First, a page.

Carbolith; Lithane; Lithmax
- This drug may cause severe side effects at doses that are close to the normal dose. Do not take more of this drug than you are told. You will have blood tests to check the level of this drug in your blood. Call your doctor right away if you have any signs of too much lithium in the blood. This includes an abnormal heartbeat, diarrhea, throwing up, weak muscles, trouble controlling body movements, shakiness, or feeling very sleepy. There are many other signs of too much lithium in the blood. Closely read the part in this leaflet which lists when to call your doctor.
- It is used to treat bipolar problems.
- It may be given to you for other reasons. Talk with the doctor.
- If you have an allergy to lithium or any other part of this drug.
- If you are allergic to any drugs like this one, any other drugs, foods, or other substances. Tell your doctor about the allergy and what signs you had, like rash; hives; itching; shortness of breath; wheezing; cough; swelling of face, lips, tongue, or throat; or any other signs.
- If you have any of these health problems: Fluid loss (dehydrated), heart disease, kidney disease, low levels of salt in your blood, or if you are very sick or weak.
- If you have a certain heart problem called Brugada syndrome or you have ever passed out for an unknown reason.
- If a family member has Brugada Syndrome or has suddenly died before 45 years of age.
- If you are taking drugs for blood pressure or heart problems. You may need to have your blood work checked more closely.
This is not a list of all drugs or health problems that interact with this drug.
Tell your doctor and pharmacist about all of your drugs (prescription or OTC, natural products, vitamins) and health problems. You must check to make sure that it is safe for you to take this drug with all of your drugs and health problems. Do not start, stop, or change the dose of any drug without checking with your doctor.
- Tell all of your health care providers that you take this drug. This includes your doctors, nurses, pharmacists, and dentists.
- Have blood work checked as you have been told by the doctor. Talk with the doctor.
- Avoid driving and doing other tasks or actions that call for you to be alert until you see how this drug affects you.
- If you start on a low-salt diet, tell your doctor. It will change the way your body handles the lithium.
- Talk with your doctor before you drink alcohol.
- Fever, infection, throwing up, diarrhea, or sweating a lot may change how much of this drug is in your blood. If any of these happen, talk with the doctor.
- Be careful in hot weather or while being active. Drink lots of fluids to stop fluid loss.
- Tell your doctor if you have signs of high blood sugar like confusion, feeling sleepy, more thirst, more hungry, passing urine more often, flushing, fast breathing, or breath that smells like fruit.
- A certain heart problem (Brugada Syndrome) has shown up in some people taking this drug. These people had this problem but did not know it at the time. People with Brugada Syndrome have a heartbeat that is not normal and are at risk for sudden death. Talk with the doctor.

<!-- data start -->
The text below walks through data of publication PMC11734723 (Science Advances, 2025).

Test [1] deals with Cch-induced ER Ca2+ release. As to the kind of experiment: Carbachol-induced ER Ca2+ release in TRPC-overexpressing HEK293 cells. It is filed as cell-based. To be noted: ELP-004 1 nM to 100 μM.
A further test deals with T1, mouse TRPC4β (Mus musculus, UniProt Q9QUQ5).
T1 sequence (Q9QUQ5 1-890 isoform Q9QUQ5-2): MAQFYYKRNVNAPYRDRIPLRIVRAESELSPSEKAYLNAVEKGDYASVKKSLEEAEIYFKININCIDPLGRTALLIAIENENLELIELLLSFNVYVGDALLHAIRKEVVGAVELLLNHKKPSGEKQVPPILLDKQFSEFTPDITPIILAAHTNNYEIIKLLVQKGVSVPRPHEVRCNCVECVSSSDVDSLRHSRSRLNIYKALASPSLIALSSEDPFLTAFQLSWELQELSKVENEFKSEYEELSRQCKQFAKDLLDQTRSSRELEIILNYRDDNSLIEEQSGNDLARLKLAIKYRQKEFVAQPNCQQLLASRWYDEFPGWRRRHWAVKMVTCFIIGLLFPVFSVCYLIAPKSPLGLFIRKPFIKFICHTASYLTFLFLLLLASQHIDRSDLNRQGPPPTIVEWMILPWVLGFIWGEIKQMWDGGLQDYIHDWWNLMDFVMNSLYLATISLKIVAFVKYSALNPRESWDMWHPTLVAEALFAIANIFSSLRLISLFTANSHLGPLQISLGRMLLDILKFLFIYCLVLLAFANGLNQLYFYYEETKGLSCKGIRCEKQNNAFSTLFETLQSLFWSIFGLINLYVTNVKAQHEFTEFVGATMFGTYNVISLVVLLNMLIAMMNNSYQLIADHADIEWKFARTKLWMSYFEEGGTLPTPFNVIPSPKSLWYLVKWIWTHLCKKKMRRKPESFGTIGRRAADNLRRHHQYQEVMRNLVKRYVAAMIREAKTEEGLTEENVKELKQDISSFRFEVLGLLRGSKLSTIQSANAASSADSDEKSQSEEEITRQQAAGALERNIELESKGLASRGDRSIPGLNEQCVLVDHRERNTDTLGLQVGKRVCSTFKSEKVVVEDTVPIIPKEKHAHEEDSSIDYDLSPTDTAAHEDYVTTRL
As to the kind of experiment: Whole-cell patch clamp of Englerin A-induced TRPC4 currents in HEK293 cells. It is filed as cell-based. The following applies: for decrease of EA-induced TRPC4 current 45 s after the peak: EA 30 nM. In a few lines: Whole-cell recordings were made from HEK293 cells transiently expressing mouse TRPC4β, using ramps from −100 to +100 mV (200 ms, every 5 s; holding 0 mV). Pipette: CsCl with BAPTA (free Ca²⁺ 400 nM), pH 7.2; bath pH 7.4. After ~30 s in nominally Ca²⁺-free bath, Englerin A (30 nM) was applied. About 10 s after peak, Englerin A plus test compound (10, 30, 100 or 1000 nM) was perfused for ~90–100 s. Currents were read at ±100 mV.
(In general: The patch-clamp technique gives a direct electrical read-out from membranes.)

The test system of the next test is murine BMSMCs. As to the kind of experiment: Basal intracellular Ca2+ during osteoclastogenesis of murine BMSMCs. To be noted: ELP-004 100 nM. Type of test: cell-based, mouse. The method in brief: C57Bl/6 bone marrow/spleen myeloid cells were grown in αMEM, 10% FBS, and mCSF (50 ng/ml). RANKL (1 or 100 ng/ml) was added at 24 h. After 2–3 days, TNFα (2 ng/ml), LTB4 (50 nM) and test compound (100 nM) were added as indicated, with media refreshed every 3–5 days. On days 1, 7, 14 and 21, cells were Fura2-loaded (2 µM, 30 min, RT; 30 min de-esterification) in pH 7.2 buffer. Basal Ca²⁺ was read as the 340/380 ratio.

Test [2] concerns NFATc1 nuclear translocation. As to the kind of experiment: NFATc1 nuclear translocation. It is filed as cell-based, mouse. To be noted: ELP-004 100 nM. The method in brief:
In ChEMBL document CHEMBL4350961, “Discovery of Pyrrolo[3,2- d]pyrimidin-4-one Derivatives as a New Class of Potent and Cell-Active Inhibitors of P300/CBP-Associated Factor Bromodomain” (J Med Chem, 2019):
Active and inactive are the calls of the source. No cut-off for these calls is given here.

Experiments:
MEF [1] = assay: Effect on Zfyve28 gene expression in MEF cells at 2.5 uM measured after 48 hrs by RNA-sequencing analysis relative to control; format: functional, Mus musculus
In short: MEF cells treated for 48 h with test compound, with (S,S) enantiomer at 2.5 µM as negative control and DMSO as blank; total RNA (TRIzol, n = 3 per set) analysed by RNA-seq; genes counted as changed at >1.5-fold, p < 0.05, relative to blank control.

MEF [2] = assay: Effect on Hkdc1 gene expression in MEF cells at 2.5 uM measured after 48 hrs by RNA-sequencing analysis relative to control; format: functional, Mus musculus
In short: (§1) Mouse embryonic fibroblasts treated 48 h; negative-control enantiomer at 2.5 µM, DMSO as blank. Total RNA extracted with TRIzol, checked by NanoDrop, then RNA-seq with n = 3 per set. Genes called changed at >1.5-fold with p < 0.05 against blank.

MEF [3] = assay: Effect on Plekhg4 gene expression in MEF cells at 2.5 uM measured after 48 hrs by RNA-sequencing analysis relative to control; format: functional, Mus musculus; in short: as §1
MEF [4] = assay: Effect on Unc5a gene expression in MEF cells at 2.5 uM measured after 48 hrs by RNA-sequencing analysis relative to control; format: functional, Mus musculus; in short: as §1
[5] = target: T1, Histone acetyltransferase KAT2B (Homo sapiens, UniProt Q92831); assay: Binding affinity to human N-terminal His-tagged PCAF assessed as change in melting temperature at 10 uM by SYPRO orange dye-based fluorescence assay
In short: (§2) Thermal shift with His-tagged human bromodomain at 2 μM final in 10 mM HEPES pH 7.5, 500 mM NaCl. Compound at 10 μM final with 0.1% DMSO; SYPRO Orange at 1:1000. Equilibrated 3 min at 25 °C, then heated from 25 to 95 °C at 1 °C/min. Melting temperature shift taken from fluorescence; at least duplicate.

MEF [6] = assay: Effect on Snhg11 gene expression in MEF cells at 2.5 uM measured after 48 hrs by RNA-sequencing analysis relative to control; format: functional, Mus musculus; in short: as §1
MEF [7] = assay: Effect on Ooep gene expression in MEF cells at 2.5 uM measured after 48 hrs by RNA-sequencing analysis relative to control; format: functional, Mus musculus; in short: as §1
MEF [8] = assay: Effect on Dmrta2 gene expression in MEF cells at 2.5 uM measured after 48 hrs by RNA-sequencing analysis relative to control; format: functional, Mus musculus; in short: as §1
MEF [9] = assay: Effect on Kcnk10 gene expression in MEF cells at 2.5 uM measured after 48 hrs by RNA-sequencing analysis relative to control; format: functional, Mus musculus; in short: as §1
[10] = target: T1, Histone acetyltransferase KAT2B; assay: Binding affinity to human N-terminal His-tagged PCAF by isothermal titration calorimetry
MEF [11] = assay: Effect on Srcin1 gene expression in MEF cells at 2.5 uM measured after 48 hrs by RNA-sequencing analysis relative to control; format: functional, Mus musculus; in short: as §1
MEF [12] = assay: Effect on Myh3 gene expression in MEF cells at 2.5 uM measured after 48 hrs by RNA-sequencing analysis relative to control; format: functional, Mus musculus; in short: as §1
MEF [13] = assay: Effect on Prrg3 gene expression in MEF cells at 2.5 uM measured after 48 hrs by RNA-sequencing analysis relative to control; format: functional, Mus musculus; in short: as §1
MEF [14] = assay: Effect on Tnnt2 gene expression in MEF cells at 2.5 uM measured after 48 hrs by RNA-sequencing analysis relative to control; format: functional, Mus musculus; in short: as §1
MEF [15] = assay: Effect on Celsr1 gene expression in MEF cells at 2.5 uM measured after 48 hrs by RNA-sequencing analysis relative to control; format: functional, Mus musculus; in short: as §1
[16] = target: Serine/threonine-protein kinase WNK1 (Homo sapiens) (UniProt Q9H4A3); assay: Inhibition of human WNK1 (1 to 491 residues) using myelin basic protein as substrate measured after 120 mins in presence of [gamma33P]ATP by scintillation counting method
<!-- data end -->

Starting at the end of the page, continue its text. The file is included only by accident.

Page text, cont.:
- Brain problems have rarely happened in people taking this drug with certain other drugs like haloperidol. Sometimes, these brain problems have led to long-lasting brain damage. Talk with the doctor.
- A very bad and sometimes deadly health problem called serotonin syndrome may happen. The risk may be greater if you take this drug with drugs for depression, migraines, or certain other drugs. Call your doctor right away if you have agitation; change in balance; confusion; hallucinations; fever; fast or abnormal heartbeat; flushing; muscle twitching or stiffness; seizures; shivering or shaking; sweating a lot; very bad diarrhea, upset stomach, or throwing up; or very bad headache.
- Raised pressure in the brain and swelling in the eye has happened with this drug. This can lead to eyesight problems like loss of eyesight. Call your doctor right away if you have a very bad headache; ringing in the ears; or eyesight problems like blurred eyesight, seeing double, or loss of eyesight.
- If you are 65 or older, use this drug with care. You could have more side effects.
- This drug may cause harm to the unborn baby if you take it while you are pregnant. If you are pregnant or you get pregnant while taking this drug, call your doctor right away.
- Tell your doctor if you are breast-feeding or plan to breast-feed. This drug passes into breast milk and may harm your baby.
WARNING/CAUTION: Even though it may be rare, some people may have very bad and sometimes deadly side effects when taking a drug. Tell your doctor or get medical help right away if you have any of the following signs or symptoms that may be related to a very bad side effect:
- Signs of an allergic reaction, like rash; hives; itching; red, swollen, blistered, or peeling skin with or without fever; wheezing; tightness in the chest or throat; trouble breathing, swallowing, or talking; unusual hoarseness; or swelling of the mouth, face, lips, tongue, or throat.